A driving force behind some of the community's most dynamic organizations, Dina Rosetti has found her "giving place" in Bay St. Louis
- story by Denise Jacobs
That “giving place” has been a theme in Rosetti’s life. One of those lucky young women who know exactly what they want out of life, Rosetti made a conscious decision upon graduation from the University of Southern Mississippi (Hattiesburg) in 1990 to live a life that would make a difference. But where?
At university, Rosetti put her volunteer skills to work for the Ronald McDonald House via the Alpha Delta Pi Sorority in which Rosetti held a number of offices while earning her bachelor’s degree in clothing merchandise and marketing.
By the time she graduated, Rosetti—then Dina Hitt—understood her giving place was her own hometown, Bay St. Louis.
The Princess Dress Shoppe was the first job Rosetti worked after turning to Bay St. Louis. She later moved on to the insurance industry and worked for two local agencies. Now, Rosetti and her husband John own and operate Rosetti’s Liquor Barrel on Highway 90.
Rosetti’s “volunteer career” track has also evolved through the years. When she first returned to the Bay after college she volunteered with the Hancock County Exchange Club, where she held more than one office and twice received the member-of-the-year award. During the same period, she was on the advisory board for the Family Child Center for the Prevention of Child Abuse.
In the mid 90s, Rosetti’s volunteerism became personal when Scott Demboski, the husband of her best friend, lost his life in a train accident. Seeking to memorialize Demboski, Rosetti dedicated herself to creating what is now known as the Bay Area Youth Soccerplex but was then christened the Scott Demboski Memorial Soccerplex (on Longfellow Drive). If she wasn’t busy securing the grounds, raising money, or purchasing equipment, she was bringing lunch to the trustees who were clearing the property.
Through the years, Rosetti became a key member of the Bay-Waveland Yacht Club. She remembers the club as a haven for her family after Katrina—“a place that felt like home.” It was there that her son, Luke, developed the sailing skills he needed to later win high school national championships.
In 2017, Rosetti became the venerable club’s second female commodore. As commodore, she had no manager or assistant manager, so she was just as likely to be found bussing tables as making executive decisions.
Bay resident and club member Liz Maio remembers passing the yacht club after a serious storm and finding Rosetti clearing debris from the club grounds. “As commodore, Dina could have tasked any number of people with the job,” Maio says. “Yet there she was – the first one on the job.”
Rosetti also has served as the Junior Yacht Club coordinator from 2008-2016 and currently volunteers on the Food and Beverage Committee and the Entertainment Committee, in addition to serving as secretary for the Past Commodore Society.
Krewes and clubs have played a large role in Rosetti’s life. While the Mystic Krewe of the Seahorse is front and center now, Rosetti has been a member of the Krewe of Nereids for 26 years and was an officer for 21.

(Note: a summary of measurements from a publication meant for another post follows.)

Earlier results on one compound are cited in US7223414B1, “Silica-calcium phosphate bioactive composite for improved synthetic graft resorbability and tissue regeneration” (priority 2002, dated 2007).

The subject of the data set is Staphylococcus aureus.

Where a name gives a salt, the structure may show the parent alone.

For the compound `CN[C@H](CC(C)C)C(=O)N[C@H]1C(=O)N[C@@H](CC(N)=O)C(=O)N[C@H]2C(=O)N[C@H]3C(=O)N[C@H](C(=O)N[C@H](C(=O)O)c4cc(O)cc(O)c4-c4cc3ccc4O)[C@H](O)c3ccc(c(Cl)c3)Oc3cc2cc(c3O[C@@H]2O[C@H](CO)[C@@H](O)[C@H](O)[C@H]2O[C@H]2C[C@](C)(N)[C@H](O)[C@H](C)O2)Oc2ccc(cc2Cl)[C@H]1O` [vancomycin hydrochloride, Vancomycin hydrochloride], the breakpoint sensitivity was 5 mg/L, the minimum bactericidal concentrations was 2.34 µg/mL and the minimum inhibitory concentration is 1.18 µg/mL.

While no longer a casting member, the parking lot of Rosetti’s Liquor Barrel is ground zero for one of the biggest Nereids’ pre-parade parties in town.
Rosetti’s business is as active as its owner. In early May, Rosetti’s Liquor Barrel organized Bourbon on the Bay, its second benefit for the Starfish Café’s experiential education program. The business has also sponsored benefits to help allay the expenses of individuals in need of hospitalizations, etc.
Besides bettering and boosting the Bay/Waveland community, Rosetti has found volunteering a great way to meet new people or, alternatively, introduce new people to the community.
She credits her involvement with the Mystic Krewe of the Seahorse with friendships she’s established with transplants from parts far and wide, and she loves sharing her knowledge of Mardi Gras and the Bay/Waveland festival scene with newbies.
Dina’s husband, John Rosetti, is current president of Mystic Krewe of the Seahorse. While it’s true that Krewe members don their most swashbuckling outfits, Pirate Day in the Bay is not about the costumes. The event was created to help foster local economic development—and revelry, of course.
As the Krewe’s biggest fundraiser, Pirate Day garnered well over $10,000 in revenue last year, all of which was returned to the local community via various nonprofits.
The Krewe supports local business throughout the year, as well. Just a handful of Krewe members six years ago, now anywhere from 70-125 of its 300 members meet once a month at a different local business.
Like many Krewe members, Rosetti has a closet full of costumes—a closet and a half, actually, filled with pirate wear, Mardi Gras outfits, and wigs in every color of the rainbow. She has come a long way since her first Pirate Day in the Bay outfit—one of those “thin, store-bought Halloween pirate costumes.” If you look at my Facebook page, you will see that I will dress up in anything,” Rosetti says.
Rosetti’s suggestion to wannabe pirates is to start with one or two pieces—a simple white blouse, for example, or a gaudy coin necklace, and build from there. “Be creative,” she says. “It grows on you.” Now, after six years as a pirate, Rosetti sees costume possibilities everywhere she goes.
Rosetti offers the same sort of “start small” advice to residents who want to get involved. “Find an organization that supports your passion and start there,” she says.
As a person who has served in all aspects of volunteer spectrum—from delivering lunches to managing the finances to bussing tables, Rosetti has found that even the seemingly smallest efforts have big consequences.